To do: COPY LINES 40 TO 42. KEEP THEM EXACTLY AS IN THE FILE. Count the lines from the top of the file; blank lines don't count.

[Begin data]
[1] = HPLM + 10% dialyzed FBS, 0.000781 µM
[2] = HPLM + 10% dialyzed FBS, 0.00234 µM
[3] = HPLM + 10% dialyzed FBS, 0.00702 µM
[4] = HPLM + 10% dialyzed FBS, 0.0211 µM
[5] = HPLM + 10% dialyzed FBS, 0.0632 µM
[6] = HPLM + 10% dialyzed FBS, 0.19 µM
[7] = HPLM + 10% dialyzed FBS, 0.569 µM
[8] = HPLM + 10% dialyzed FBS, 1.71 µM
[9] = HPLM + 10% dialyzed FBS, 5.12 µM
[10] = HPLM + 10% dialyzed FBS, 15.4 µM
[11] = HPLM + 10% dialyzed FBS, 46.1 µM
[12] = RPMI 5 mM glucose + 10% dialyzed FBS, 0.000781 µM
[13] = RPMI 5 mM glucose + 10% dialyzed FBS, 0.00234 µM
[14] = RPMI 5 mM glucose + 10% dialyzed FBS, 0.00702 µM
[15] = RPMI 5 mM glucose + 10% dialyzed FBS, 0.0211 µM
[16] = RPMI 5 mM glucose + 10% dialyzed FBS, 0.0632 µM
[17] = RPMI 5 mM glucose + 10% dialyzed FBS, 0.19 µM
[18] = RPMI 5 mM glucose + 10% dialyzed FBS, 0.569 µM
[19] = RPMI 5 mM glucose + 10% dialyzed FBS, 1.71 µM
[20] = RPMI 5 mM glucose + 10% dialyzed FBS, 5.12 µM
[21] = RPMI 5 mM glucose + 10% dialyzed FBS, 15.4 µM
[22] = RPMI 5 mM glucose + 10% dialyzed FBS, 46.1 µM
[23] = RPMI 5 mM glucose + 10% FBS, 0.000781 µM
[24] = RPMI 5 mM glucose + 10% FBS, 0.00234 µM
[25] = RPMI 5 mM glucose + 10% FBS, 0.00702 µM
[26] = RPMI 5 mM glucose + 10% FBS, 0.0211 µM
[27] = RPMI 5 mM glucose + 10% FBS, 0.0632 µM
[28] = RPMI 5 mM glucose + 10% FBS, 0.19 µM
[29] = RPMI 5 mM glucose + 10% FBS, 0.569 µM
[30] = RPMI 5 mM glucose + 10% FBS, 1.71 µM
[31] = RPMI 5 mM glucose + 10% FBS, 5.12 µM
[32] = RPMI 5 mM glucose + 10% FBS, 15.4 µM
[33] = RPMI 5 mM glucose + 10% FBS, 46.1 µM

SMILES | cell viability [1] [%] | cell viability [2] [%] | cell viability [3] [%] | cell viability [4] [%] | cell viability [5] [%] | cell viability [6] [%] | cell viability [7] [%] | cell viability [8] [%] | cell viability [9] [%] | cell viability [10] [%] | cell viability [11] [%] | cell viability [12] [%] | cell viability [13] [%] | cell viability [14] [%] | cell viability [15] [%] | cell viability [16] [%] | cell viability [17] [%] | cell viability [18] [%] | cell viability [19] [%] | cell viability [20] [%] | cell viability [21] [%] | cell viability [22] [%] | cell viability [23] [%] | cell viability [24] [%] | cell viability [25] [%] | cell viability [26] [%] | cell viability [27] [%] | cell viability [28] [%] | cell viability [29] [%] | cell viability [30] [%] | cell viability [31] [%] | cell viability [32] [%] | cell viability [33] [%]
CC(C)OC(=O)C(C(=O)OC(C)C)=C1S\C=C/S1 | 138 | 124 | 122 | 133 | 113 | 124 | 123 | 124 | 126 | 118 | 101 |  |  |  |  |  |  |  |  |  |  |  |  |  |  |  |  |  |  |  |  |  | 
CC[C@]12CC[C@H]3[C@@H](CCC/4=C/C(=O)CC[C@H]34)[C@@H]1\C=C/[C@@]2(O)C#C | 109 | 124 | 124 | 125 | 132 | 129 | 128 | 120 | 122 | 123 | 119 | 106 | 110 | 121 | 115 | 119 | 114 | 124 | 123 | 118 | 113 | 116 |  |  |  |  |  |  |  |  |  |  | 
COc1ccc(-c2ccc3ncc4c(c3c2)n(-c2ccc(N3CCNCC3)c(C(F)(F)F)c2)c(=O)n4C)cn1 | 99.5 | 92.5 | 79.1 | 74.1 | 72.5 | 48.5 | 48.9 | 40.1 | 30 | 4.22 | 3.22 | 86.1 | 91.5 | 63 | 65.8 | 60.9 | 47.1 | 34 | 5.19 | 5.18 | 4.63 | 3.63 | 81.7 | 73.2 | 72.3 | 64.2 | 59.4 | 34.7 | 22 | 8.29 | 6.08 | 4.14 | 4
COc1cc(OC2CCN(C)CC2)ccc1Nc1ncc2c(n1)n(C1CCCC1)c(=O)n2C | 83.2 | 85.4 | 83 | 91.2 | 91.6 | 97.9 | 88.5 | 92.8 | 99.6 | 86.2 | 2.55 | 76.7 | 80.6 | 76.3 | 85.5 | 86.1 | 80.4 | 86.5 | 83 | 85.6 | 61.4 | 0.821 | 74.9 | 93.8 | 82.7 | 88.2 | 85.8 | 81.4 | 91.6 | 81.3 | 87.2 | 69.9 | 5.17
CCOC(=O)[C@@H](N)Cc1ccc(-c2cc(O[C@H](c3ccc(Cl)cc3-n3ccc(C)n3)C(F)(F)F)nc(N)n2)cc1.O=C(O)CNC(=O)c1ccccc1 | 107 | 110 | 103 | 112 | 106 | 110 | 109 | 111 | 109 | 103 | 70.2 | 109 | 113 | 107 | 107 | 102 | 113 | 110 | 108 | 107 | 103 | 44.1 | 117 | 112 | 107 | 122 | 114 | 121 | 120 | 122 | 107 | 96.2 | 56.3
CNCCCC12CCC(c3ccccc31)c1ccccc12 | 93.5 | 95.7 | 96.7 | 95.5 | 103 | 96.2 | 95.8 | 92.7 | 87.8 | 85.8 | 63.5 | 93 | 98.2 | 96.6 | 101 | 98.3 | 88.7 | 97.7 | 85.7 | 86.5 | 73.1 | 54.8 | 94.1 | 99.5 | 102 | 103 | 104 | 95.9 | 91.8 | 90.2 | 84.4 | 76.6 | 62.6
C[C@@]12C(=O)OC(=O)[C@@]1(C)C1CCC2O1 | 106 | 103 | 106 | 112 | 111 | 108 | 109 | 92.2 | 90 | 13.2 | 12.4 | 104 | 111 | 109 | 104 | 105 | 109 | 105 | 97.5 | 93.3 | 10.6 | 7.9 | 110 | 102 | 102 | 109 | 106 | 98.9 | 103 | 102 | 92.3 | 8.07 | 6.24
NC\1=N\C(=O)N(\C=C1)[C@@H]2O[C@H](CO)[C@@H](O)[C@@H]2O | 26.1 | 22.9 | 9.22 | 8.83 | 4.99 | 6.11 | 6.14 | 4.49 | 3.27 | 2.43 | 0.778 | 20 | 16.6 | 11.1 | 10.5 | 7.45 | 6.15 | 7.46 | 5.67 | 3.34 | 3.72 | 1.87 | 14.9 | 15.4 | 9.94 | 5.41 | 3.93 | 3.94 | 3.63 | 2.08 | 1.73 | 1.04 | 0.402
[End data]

CNCCCC12CCC(c3ccccc31)c1ccccc12 | 93.5 | 95.7 | 96.7 | 95.5 | 103 | 96.2 | 95.8 | 92.7 | 87.8 | 85.8 | 63.5 | 93 | 98.2 | 96.6 | 101 | 98.3 | 88.7 | 97.7 | 85.7 | 86.5 | 73.1 | 54.8 | 94.1 | 99.5 | 102 | 103 | 104 | 95.9 | 91.8 | 90.2 | 84.4 | 76.6 | 62.6
C[C@@]12C(=O)OC(=O)[C@@]1(C)C1CCC2O1 | 106 | 103 | 106 | 112 | 111 | 108 | 109 | 92.2 | 90 | 13.2 | 12.4 | 104 | 111 | 109 | 104 | 105 | 109 | 105 | 97.5 | 93.3 | 10.6 | 7.9 | 110 | 102 | 102 | 109 | 106 | 98.9 | 103 | 102 | 92.3 | 8.07 | 6.24
NC\1=N\C(=O)N(\C=C1)[C@@H]2O[C@H](CO)[C@@H](O)[C@@H]2O | 26.1 | 22.9 | 9.22 | 8.83 | 4.99 | 6.11 | 6.14 | 4.49 | 3.27 | 2.43 | 0.778 | 20 | 16.6 | 11.1 | 10.5 | 7.45 | 6.15 | 7.46 | 5.67 | 3.34 | 3.72 | 1.87 | 14.9 | 15.4 | 9.94 | 5.41 | 3.93 | 3.94 | 3.63 | 2.08 | 1.73 | 1.04 | 0.402